In January 2013, the 10- and 20-City Composites posted respective annual increases of 7.3 percent and 8.1 percent, and monthly increases of 0.2 percent and 0.1 percent.
“The two headline composites posted their highest year-over-year increases since summer 2006,” says David M. Blitzer, Chairman of the Index Committee at S&P Dow Jones Indices. “This marks the highest increase since the housing bubble burst.
“After more than two years of consecutive year-over-year declines, New York reversed trend and posted a positive return in January. The Southwest (Phoenix and Las Vegas) plus San Francisco posted the highest annual increases; they were also among the hardest hit by the housing bust. Atlanta and Dallas recorded their highest year-over-year gains.
Economic data continues to support the housing recovery. Single-family home building permits and housing starts posted double-digit year-over-year increases in February 2013. Despite a slight uptick in foreclosure filings, numbers are still down 25% year-over-year. Steady employment and low borrowing rates pushed inventories down to their lowest post-recession levels.”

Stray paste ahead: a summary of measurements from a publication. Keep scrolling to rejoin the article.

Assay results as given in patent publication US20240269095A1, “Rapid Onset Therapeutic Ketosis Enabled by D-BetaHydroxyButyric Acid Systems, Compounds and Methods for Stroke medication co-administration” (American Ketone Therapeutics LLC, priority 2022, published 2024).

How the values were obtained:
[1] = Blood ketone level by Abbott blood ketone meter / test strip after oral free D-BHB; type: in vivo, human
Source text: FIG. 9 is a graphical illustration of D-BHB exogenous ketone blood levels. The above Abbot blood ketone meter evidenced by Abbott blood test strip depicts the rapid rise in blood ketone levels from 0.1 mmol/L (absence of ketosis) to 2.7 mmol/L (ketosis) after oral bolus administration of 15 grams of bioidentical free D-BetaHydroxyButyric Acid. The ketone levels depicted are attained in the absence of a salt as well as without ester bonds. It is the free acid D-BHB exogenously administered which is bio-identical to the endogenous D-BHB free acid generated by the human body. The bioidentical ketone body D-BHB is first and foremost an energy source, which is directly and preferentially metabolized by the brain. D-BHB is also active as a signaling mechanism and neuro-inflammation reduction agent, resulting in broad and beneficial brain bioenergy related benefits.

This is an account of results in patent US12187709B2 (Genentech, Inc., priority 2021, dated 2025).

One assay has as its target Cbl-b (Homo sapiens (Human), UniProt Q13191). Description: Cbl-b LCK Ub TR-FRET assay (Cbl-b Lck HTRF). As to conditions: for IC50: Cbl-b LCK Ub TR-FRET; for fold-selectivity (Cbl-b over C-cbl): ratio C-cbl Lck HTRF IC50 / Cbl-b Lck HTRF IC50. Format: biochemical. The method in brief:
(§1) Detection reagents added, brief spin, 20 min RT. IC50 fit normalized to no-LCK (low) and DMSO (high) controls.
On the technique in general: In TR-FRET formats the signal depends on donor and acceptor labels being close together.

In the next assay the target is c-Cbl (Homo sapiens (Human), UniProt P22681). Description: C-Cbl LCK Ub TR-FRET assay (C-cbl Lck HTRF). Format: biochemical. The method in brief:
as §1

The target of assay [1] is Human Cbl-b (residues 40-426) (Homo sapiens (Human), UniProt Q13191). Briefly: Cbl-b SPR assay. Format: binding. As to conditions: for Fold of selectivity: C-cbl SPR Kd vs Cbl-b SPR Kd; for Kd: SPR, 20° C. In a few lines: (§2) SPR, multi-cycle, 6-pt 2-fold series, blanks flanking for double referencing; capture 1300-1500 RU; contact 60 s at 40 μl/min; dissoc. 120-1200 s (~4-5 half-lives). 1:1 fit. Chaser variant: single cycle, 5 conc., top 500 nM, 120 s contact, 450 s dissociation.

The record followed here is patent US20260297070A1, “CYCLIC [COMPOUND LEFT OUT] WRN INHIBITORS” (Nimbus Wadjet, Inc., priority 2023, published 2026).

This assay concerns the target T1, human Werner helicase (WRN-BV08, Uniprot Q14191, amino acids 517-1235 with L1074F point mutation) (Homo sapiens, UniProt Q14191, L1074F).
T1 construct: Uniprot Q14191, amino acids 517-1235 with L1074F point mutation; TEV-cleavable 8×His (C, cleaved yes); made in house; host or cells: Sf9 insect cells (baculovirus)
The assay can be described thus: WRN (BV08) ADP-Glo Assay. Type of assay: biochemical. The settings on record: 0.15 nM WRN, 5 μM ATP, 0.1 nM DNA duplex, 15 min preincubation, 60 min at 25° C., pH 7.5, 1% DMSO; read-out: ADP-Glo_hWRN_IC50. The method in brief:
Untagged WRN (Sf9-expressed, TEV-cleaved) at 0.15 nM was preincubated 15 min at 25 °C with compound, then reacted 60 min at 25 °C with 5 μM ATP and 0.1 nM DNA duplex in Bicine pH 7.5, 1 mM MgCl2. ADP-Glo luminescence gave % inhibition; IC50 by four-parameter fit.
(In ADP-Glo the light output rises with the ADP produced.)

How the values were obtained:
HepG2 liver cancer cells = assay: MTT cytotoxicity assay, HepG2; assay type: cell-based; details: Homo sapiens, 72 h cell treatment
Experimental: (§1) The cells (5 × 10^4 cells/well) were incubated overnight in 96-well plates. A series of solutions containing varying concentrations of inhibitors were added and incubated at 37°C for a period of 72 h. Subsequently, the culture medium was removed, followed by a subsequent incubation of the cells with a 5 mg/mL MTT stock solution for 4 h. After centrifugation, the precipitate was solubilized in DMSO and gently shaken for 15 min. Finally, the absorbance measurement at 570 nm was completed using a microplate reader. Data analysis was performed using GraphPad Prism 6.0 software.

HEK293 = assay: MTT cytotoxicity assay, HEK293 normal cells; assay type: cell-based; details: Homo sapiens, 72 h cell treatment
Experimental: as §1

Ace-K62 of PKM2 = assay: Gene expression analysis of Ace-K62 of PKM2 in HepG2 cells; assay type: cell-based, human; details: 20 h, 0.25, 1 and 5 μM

As of January 2013, average home prices across the United States are back to their autumn 2003 levels for both the 10-City and 20-City Composites. Measured from their June/July 2006 peaks, the decline for both Composites is approximately 29-30% through January 2013. The January 2013 levels for both Composites are approximately 8-9% from their dip in early 2012.
In January 2013, nine cities — Atlanta, Charlotte, Las Vegas, Los Angeles, Miami, New York, Phoenix, San Francisco and Tampa — and both Composites posted positive monthly returns. Dallas was the only MSA where the level remained flat.
In terms of annual rates of change, all 20 cities as well as both Composites posted positive change. Atlanta, Detroit, Las Vegas, Los Angeles, Miami, Minneapolis, Phoenix and San Francisco were the eight MSAs to report double-digit annual returns.
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